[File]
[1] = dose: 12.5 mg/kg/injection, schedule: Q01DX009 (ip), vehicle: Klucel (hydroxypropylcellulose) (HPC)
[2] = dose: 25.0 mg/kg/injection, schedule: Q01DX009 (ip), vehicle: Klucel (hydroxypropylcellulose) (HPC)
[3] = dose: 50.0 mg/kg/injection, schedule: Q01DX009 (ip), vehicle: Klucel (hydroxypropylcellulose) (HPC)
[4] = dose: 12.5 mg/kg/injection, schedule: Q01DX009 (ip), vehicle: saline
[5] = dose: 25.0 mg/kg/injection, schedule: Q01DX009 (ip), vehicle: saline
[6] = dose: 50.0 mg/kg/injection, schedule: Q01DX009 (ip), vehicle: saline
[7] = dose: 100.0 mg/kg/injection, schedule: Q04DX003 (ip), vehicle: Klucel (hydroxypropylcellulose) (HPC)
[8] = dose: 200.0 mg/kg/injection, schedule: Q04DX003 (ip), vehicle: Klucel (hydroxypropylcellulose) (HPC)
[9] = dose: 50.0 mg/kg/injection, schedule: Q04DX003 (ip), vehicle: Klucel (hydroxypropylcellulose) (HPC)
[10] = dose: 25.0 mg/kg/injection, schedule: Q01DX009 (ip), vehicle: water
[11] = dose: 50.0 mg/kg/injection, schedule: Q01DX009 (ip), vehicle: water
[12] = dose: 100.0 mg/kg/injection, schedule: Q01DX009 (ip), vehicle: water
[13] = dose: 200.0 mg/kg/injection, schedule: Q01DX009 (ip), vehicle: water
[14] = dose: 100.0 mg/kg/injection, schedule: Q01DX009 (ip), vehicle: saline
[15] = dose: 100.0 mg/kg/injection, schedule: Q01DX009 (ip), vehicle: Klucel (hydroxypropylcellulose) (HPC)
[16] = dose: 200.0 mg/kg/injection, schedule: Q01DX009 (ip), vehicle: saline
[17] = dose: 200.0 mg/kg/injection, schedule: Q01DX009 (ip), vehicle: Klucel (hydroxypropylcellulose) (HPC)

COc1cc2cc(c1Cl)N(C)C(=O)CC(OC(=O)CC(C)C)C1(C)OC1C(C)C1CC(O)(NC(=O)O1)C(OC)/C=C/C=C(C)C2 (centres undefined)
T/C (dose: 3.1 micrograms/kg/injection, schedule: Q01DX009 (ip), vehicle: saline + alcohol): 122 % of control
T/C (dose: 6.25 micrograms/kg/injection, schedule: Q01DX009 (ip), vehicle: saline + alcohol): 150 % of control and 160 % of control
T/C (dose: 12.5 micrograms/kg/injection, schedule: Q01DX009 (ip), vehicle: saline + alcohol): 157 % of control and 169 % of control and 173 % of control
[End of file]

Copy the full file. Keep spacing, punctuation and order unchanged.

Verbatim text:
[1] = dose: 12.5 mg/kg/injection, schedule: Q01DX009 (ip), vehicle: Klucel (hydroxypropylcellulose) (HPC)
[2] = dose: 25.0 mg/kg/injection, schedule: Q01DX009 (ip), vehicle: Klucel (hydroxypropylcellulose) (HPC)
[3] = dose: 50.0 mg/kg/injection, schedule: Q01DX009 (ip), vehicle: Klucel (hydroxypropylcellulose) (HPC)
[4] = dose: 12.5 mg/kg/injection, schedule: Q01DX009 (ip), vehicle: saline
[5] = dose: 25.0 mg/kg/injection, schedule: Q01DX009 (ip), vehicle: saline
[6] = dose: 50.0 mg/kg/injection, schedule: Q01DX009 (ip), vehicle: saline
[7] = dose: 100.0 mg/kg/injection, schedule: Q04DX003 (ip), vehicle: Klucel (hydroxypropylcellulose) (HPC)
[8] = dose: 200.0 mg/kg/injection, schedule: Q04DX003 (ip), vehicle: Klucel (hydroxypropylcellulose) (HPC)
[9] = dose: 50.0 mg/kg/injection, schedule: Q04DX003 (ip), vehicle: Klucel (hydroxypropylcellulose) (HPC)
[10] = dose: 25.0 mg/kg/injection, schedule: Q01DX009 (ip), vehicle: water
[11] = dose: 50.0 mg/kg/injection, schedule: Q01DX009 (ip), vehicle: water
[12] = dose: 100.0 mg/kg/injection, schedule: Q01DX009 (ip), vehicle: water
[13] = dose: 200.0 mg/kg/injection, schedule: Q01DX009 (ip), vehicle: water
[14] = dose: 100.0 mg/kg/injection, schedule: Q01DX009 (ip), vehicle: saline
[15] = dose: 100.0 mg/kg/injection, schedule: Q01DX009 (ip), vehicle: Klucel (hydroxypropylcellulose) (HPC)
[16] = dose: 200.0 mg/kg/injection, schedule: Q01DX009 (ip), vehicle: saline
[17] = dose: 200.0 mg/kg/injection, schedule: Q01DX009 (ip), vehicle: Klucel (hydroxypropylcellulose) (HPC)

COc1cc2cc(c1Cl)N(C)C(=O)CC(OC(=O)CC(C)C)C1(C)OC1C(C)C1CC(O)(NC(=O)O1)C(OC)/C=C/C=C(C)C2 (centres undefined)
T/C (dose: 3.1 micrograms/kg/injection, schedule: Q01DX009 (ip), vehicle: saline + alcohol): 122 % of control
T/C (dose: 6.25 micrograms/kg/injection, schedule: Q01DX009 (ip), vehicle: saline + alcohol): 150 % of control and 160 % of control
T/C (dose: 12.5 micrograms/kg/injection, schedule: Q01DX009 (ip), vehicle: saline + alcohol): 157 % of control and 169 % of control and 173 % of control